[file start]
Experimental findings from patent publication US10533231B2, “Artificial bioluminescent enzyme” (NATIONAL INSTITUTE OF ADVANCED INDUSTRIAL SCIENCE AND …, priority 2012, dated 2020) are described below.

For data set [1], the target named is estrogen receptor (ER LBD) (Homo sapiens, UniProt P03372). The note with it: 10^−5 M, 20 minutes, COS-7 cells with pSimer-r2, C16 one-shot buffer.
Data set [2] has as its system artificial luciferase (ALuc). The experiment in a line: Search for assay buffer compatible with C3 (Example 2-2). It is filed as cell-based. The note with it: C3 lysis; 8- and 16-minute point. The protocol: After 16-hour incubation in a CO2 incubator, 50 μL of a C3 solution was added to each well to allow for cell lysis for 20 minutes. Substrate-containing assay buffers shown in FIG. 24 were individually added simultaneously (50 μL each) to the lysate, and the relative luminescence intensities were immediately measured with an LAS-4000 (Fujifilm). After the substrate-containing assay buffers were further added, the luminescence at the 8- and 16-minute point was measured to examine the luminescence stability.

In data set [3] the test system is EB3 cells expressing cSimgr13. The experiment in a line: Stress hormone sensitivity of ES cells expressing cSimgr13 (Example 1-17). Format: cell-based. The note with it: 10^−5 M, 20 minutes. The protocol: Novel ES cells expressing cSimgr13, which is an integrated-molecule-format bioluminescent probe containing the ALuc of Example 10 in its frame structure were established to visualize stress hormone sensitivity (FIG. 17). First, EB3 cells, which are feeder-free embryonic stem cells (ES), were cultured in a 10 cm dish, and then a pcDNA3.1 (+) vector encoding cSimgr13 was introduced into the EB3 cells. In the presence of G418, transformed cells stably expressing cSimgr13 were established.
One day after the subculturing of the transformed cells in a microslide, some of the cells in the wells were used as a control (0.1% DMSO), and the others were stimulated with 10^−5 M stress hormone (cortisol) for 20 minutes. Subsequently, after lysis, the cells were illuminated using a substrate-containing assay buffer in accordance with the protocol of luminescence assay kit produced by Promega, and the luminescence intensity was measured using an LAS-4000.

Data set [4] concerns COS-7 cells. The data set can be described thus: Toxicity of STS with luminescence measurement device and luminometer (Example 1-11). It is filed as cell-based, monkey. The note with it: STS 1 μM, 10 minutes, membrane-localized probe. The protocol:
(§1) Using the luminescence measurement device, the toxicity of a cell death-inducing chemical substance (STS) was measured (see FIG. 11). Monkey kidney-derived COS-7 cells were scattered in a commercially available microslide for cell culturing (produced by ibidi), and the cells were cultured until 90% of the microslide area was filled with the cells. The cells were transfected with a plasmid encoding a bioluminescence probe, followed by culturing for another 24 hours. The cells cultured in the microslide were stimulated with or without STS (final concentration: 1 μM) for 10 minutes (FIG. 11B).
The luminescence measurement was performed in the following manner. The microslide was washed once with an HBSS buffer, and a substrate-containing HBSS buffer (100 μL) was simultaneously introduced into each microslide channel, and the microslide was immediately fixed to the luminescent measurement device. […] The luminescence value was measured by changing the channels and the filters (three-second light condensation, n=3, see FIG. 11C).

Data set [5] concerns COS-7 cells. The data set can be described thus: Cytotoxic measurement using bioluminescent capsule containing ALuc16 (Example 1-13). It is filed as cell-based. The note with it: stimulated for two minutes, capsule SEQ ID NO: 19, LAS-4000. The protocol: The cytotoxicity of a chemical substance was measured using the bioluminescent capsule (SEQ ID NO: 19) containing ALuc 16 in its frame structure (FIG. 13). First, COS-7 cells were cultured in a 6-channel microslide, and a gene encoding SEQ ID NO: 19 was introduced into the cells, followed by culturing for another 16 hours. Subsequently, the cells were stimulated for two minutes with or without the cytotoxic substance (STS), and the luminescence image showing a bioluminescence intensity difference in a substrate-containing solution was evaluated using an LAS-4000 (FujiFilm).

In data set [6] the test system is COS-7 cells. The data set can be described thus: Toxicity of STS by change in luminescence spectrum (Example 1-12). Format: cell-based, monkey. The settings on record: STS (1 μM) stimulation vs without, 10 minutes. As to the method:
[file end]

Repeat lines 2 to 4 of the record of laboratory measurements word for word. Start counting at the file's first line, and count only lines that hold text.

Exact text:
For data set [1], the target named is estrogen receptor (ER LBD) (Homo sapiens, UniProt P03372). The note with it: 10^−5 M, 20 minutes, COS-7 cells with pSimer-r2, C16 one-shot buffer.
Data set [2] has as its system artificial luciferase (ALuc). The experiment in a line: Search for assay buffer compatible with C3 (Example 2-2). It is filed as cell-based. The note with it: C3 lysis; 8- and 16-minute point. The protocol: After 16-hour incubation in a CO2 incubator, 50 μL of a C3 solution was added to each well to allow for cell lysis for 20 minutes. Substrate-containing assay buffers shown in FIG. 24 were individually added simultaneously (50 μL each) to the lysate, and the relative luminescence intensities were immediately measured with an LAS-4000 (Fujifilm). After the substrate-containing assay buffers were further added, the luminescence at the 8- and 16-minute point was measured to examine the luminescence stability.

In data set [3] the test system is EB3 cells expressing cSimgr13. The experiment in a line: Stress hormone sensitivity of ES cells expressing cSimgr13 (Example 1-17). Format: cell-based. The note with it: 10^−5 M, 20 minutes. The protocol: Novel ES cells expressing cSimgr13, which is an integrated-molecule-format bioluminescent probe containing the ALuc of Example 10 in its frame structure were established to visualize stress hormone sensitivity (FIG. 17). First, EB3 cells, which are feeder-free embryonic stem cells (ES), were cultured in a 10 cm dish, and then a pcDNA3.1 (+) vector encoding cSimgr13 was introduced into the EB3 cells. In the presence of G418, transformed cells stably expressing cSimgr13 were established.